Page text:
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New-York tribune. [volume] (New York [N.Y.]) 1866-1924, January 12, 1902, Image 37

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Persistent link: https://chroniclingamerica.loc.gov/lccn/sn83030214/1902-01-12/ed-1/seq-37/

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Over in London just now th*y are having a
tinted revival of discussion over the qul-s-
Con, "Are Englishmen more selfish in their at
**-'-'■ to women than their American brothers,
and do American women d>-manJ much more of
the men they know than their sisters in the
King's country T' A certain Mrs. Tweedie start
■l it this time by publishing recently in an
fat -. newspaper. "The Daily Mail," some in
teresting c-,r.<c -,r.< iu^ions which she id reached
■ter seme cross-<juestioning of both men ai •]
women. The pith of her findings was thai Eng
lishmen were sadly remiss, .-:••■ to the
Jact that English women expected little of them,
lad that Anv-rican girls were far more sensible
Is deciding not to waste hospitality over those
who wouli not return it. All this may be very
logical, but it does not lit any of the
Panics concerned, unless it is the English
woman, who nas always held to the me-k and
lew'y ro] e which becomes her pink and white
eoior *;henie.
The young men In London have gone after
Mrs. Tweed:- with a series of semi-humorous
replies. They retort that no English girl would
ever expect a man to take her riding in the
art( senj her flowers and candy and buy her
boi-« at the theatre. Their fathers are willing
*sd ready to supply these things, along with the
«=tenainnjer.t of any ... young men the
E:r -' choose to honor. They assert that this in
13 :t should be, and that the American girl who
& ai«'s her hospitality contingent on its being
in some way really loses In. the end.
onselrea of the feeling of social liability in as
tZs 7 a. way, for as it is they suffer un-l'-r l.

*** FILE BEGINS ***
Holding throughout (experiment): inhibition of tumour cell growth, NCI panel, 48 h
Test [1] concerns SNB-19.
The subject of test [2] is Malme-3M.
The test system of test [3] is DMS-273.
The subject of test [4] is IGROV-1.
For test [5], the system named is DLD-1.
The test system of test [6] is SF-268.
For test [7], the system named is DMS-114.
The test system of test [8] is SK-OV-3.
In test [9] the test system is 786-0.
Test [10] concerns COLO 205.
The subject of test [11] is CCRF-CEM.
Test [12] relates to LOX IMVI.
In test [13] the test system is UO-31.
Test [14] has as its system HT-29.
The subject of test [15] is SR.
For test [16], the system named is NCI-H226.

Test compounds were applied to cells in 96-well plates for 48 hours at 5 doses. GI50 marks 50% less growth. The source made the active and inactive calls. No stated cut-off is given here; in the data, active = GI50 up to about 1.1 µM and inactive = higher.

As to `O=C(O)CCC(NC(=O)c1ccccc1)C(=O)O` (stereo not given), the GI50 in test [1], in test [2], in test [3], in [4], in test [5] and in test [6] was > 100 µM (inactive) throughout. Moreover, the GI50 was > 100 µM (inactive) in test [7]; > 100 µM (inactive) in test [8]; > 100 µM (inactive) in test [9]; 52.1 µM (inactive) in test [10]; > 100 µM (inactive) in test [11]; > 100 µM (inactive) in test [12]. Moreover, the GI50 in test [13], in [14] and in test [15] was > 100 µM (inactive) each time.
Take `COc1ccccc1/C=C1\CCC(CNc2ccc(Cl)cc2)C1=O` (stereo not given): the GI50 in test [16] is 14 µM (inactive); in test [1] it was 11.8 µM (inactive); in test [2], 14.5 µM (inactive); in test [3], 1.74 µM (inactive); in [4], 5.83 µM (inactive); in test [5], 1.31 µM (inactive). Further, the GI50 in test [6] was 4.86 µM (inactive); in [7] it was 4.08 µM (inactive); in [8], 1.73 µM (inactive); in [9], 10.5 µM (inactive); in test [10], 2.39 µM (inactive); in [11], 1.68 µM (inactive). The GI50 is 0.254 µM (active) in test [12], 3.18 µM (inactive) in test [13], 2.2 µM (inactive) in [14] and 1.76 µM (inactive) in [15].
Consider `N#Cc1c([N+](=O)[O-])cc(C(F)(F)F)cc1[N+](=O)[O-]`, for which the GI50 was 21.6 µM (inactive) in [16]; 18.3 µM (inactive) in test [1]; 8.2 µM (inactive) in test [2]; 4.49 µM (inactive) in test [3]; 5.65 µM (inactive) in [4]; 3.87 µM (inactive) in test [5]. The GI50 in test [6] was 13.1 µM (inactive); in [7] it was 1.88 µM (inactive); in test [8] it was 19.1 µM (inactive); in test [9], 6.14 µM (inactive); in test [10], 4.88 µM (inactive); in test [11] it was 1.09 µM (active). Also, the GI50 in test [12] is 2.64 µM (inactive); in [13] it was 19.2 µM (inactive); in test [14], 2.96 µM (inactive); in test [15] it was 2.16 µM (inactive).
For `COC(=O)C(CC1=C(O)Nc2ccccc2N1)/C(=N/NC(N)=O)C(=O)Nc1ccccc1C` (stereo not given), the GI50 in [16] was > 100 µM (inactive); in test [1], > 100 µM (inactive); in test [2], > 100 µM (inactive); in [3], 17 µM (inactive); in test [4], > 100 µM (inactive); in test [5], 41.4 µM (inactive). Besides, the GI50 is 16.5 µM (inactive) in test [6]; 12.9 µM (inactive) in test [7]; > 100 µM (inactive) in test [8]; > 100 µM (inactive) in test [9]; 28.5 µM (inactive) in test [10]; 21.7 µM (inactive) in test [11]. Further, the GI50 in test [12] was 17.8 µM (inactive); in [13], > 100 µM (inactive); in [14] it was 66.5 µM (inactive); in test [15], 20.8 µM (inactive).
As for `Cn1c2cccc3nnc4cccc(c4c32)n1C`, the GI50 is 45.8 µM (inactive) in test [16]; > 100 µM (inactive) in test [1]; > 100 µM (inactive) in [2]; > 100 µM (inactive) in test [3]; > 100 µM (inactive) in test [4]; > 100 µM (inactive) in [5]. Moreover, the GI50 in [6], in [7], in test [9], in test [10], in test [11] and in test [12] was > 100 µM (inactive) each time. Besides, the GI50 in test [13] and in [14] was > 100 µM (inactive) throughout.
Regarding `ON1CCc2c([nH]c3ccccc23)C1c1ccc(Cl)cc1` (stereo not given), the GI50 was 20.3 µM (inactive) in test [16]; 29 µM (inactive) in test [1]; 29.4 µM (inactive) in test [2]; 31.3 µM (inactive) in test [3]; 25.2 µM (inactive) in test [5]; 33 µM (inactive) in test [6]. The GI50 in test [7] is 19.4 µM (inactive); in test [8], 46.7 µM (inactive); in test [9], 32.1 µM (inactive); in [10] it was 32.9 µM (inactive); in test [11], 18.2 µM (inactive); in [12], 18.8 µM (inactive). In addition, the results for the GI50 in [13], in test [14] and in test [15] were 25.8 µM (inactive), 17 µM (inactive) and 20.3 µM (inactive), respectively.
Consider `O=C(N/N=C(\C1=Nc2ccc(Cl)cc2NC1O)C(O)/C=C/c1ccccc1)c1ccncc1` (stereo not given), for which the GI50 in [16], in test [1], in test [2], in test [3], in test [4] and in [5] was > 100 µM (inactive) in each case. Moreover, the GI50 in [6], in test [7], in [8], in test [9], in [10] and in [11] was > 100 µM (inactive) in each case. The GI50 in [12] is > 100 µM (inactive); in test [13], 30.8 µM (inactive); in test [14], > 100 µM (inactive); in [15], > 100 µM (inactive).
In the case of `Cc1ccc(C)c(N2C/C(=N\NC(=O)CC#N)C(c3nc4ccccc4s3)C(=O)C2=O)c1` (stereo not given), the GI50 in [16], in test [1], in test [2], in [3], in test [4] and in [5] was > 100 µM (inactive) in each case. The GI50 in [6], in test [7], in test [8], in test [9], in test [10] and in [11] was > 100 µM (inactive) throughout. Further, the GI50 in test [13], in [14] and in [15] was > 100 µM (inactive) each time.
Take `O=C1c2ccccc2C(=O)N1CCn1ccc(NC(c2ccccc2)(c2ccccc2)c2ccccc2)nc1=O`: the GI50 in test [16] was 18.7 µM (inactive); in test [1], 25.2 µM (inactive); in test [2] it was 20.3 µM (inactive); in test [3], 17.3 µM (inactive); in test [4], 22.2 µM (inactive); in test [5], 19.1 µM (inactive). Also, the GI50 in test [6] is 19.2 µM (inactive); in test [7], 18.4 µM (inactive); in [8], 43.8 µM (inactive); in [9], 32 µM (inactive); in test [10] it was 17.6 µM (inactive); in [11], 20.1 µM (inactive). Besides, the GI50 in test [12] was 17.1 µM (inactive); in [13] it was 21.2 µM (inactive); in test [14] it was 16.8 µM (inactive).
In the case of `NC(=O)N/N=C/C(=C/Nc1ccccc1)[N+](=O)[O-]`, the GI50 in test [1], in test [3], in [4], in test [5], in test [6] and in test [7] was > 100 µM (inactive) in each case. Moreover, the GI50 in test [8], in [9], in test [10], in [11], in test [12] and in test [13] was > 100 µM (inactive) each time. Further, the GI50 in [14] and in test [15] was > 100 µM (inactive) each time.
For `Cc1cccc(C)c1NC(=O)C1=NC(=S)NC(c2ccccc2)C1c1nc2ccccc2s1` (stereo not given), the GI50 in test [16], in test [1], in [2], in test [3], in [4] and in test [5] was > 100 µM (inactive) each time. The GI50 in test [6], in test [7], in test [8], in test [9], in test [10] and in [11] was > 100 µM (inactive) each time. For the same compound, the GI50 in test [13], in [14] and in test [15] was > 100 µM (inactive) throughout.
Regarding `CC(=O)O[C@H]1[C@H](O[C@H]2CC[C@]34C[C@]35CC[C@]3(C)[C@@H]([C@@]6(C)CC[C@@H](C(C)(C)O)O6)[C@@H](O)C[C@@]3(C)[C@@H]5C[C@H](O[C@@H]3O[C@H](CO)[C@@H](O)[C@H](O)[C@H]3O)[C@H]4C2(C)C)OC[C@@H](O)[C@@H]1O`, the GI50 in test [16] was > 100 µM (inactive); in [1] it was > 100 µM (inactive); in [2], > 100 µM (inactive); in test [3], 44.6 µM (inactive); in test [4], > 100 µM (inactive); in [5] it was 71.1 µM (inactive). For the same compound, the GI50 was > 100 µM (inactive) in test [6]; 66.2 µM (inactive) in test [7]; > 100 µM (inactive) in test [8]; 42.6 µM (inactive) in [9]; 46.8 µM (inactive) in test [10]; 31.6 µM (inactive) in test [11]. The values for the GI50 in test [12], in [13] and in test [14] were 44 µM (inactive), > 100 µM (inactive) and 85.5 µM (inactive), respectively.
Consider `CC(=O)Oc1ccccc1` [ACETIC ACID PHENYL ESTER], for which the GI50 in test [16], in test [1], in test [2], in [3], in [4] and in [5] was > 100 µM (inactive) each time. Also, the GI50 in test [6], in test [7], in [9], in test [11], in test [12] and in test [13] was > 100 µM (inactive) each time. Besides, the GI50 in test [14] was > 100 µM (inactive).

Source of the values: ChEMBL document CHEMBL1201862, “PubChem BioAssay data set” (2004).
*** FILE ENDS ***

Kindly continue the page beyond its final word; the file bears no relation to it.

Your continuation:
*=d have no hope of ever getting even.
The discussion does not become really inter
*a;"?. however, until taken up with a popular
girl, one who is living arid wants to
**;> on living In New-York.
The very i^.-a!" one exclaimed in h<-r sur-
J s "^". when the matter was brought to her at
teatiou. -The person who .said that American
tr!3 only •-Mt.-rta.ined that; they might be paid
a '-a in v.- game coin either didn't know us or
*•* fiellberately tilling awful stories."
jAnd why do you entertain?" she was ask~d.
What a question! Don't I lik~ to give my
Weeds a good Urn«? I>.> you know any better
*/ Of ajJi.ng to your own happiness than by
■**jHMpi table? This commercialism, if there
* is anything in it, would spoil the whole thing.
Wpttality wiih strings to it is no hospitality
at a u...
you ar<- always going sum.- place with
* raen whom you entertain here. 1.-n't that
your hospitality?" asked the man.
Yoa "Bean to insinuate that I am 'working*
?*•• ••you she sniffed. "If you could hear
•as beg to Lake me to places, and see the many
*?» in which I refuse to allow them to send
t>*«gs. >• „v would n.-ver have the boldness
-?** a cha nse "ke that."
°« are ft fortunate girl :" replied the man,
T*"^ 5 *- "I can see how a man might be de-
cf even having you indebted to him for a
Vlk , or '*'' of pleasure. But how about the
j^ American ctrl. thl one who isn't charm
"Stop It, sirf sinterr
;.' "There are no
are all cha r ning, and If 1
. . . i man was .
irn previou
The S fw-York mai
asks him about it. "& ire lx
ur {
he m ill ?a . Well, l
: - '
. ild be sort
'w< rked !ry it,
We take tl
theatres a . . rs. 1
t., - .
Half a dozen Staten Island children, boys and
girls whose ages range from twelve to fifteen j